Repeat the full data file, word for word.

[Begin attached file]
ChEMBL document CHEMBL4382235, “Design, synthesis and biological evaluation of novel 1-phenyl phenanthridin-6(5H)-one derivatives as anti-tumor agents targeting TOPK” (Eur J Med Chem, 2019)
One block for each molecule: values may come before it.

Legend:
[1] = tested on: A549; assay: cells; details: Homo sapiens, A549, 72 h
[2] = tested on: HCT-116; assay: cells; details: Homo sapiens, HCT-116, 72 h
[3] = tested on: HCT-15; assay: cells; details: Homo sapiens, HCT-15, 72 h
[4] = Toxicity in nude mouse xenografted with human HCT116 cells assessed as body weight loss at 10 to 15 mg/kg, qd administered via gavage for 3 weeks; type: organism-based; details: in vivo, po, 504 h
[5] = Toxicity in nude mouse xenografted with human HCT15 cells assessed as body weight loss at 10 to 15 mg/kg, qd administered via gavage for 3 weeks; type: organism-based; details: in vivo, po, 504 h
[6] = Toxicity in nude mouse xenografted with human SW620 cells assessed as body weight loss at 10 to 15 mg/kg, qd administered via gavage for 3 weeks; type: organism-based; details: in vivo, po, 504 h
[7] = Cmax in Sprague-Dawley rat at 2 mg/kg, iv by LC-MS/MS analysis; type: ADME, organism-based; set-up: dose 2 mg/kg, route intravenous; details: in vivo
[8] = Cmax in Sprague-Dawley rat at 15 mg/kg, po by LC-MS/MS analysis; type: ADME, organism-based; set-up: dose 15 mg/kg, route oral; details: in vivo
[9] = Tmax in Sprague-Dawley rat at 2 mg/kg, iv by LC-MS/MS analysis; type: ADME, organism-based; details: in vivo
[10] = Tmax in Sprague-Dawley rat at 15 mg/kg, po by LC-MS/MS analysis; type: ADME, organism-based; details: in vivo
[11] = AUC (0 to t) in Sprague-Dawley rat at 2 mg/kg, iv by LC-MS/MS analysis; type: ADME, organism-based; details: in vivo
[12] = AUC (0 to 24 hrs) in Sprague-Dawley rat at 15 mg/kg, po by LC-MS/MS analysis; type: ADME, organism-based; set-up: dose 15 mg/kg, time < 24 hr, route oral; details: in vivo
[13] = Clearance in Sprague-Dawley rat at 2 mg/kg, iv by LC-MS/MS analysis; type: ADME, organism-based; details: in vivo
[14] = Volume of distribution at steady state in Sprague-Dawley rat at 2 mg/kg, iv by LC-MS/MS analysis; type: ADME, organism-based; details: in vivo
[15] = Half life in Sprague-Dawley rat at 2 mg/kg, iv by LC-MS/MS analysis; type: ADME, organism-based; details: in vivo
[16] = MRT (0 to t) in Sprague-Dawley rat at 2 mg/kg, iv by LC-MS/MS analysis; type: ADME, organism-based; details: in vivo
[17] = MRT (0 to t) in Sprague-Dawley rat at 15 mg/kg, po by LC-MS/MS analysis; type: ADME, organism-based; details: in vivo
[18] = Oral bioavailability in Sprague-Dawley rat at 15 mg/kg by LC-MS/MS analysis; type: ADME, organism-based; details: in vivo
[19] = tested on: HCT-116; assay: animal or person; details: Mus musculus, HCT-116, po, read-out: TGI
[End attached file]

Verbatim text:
ChEMBL document CHEMBL4382235, “Design, synthesis and biological evaluation of novel 1-phenyl phenanthridin-6(5H)-one derivatives as anti-tumor agents targeting TOPK” (Eur J Med Chem, 2019)
One block for each molecule: values may come before it.

Legend:
[1] = tested on: A549; assay: cells; details: Homo sapiens, A549, 72 h
[2] = tested on: HCT-116; assay: cells; details: Homo sapiens, HCT-116, 72 h
[3] = tested on: HCT-15; assay: cells; details: Homo sapiens, HCT-15, 72 h
[4] = Toxicity in nude mouse xenografted with human HCT116 cells assessed as body weight loss at 10 to 15 mg/kg, qd administered via gavage for 3 weeks; type: organism-based; details: in vivo, po, 504 h
[5] = Toxicity in nude mouse xenografted with human HCT15 cells assessed as body weight loss at 10 to 15 mg/kg, qd administered via gavage for 3 weeks; type: organism-based; details: in vivo, po, 504 h
[6] = Toxicity in nude mouse xenografted with human SW620 cells assessed as body weight loss at 10 to 15 mg/kg, qd administered via gavage for 3 weeks; type: organism-based; details: in vivo, po, 504 h
[7] = Cmax in Sprague-Dawley rat at 2 mg/kg, iv by LC-MS/MS analysis; type: ADME, organism-based; set-up: dose 2 mg/kg, route intravenous; details: in vivo
[8] = Cmax in Sprague-Dawley rat at 15 mg/kg, po by LC-MS/MS analysis; type: ADME, organism-based; set-up: dose 15 mg/kg, route oral; details: in vivo
[9] = Tmax in Sprague-Dawley rat at 2 mg/kg, iv by LC-MS/MS analysis; type: ADME, organism-based; details: in vivo
[10] = Tmax in Sprague-Dawley rat at 15 mg/kg, po by LC-MS/MS analysis; type: ADME, organism-based; details: in vivo
[11] = AUC (0 to t) in Sprague-Dawley rat at 2 mg/kg, iv by LC-MS/MS analysis; type: ADME, organism-based; details: in vivo
[12] = AUC (0 to 24 hrs) in Sprague-Dawley rat at 15 mg/kg, po by LC-MS/MS analysis; type: ADME, organism-based; set-up: dose 15 mg/kg, time < 24 hr, route oral; details: in vivo
[13] = Clearance in Sprague-Dawley rat at 2 mg/kg, iv by LC-MS/MS analysis; type: ADME, organism-based; details: in vivo
[14] = Volume of distribution at steady state in Sprague-Dawley rat at 2 mg/kg, iv by LC-MS/MS analysis; type: ADME, organism-based; details: in vivo
[15] = Half life in Sprague-Dawley rat at 2 mg/kg, iv by LC-MS/MS analysis; type: ADME, organism-based; details: in vivo
[16] = MRT (0 to t) in Sprague-Dawley rat at 2 mg/kg, iv by LC-MS/MS analysis; type: ADME, organism-based; details: in vivo
[17] = MRT (0 to t) in Sprague-Dawley rat at 15 mg/kg, po by LC-MS/MS analysis; type: ADME, organism-based; details: in vivo
[18] = Oral bioavailability in Sprague-Dawley rat at 15 mg/kg by LC-MS/MS analysis; type: ADME, organism-based; details: in vivo
[19] = tested on: HCT-116; assay: animal or person; details: Mus musculus, HCT-116, po, read-out: TGI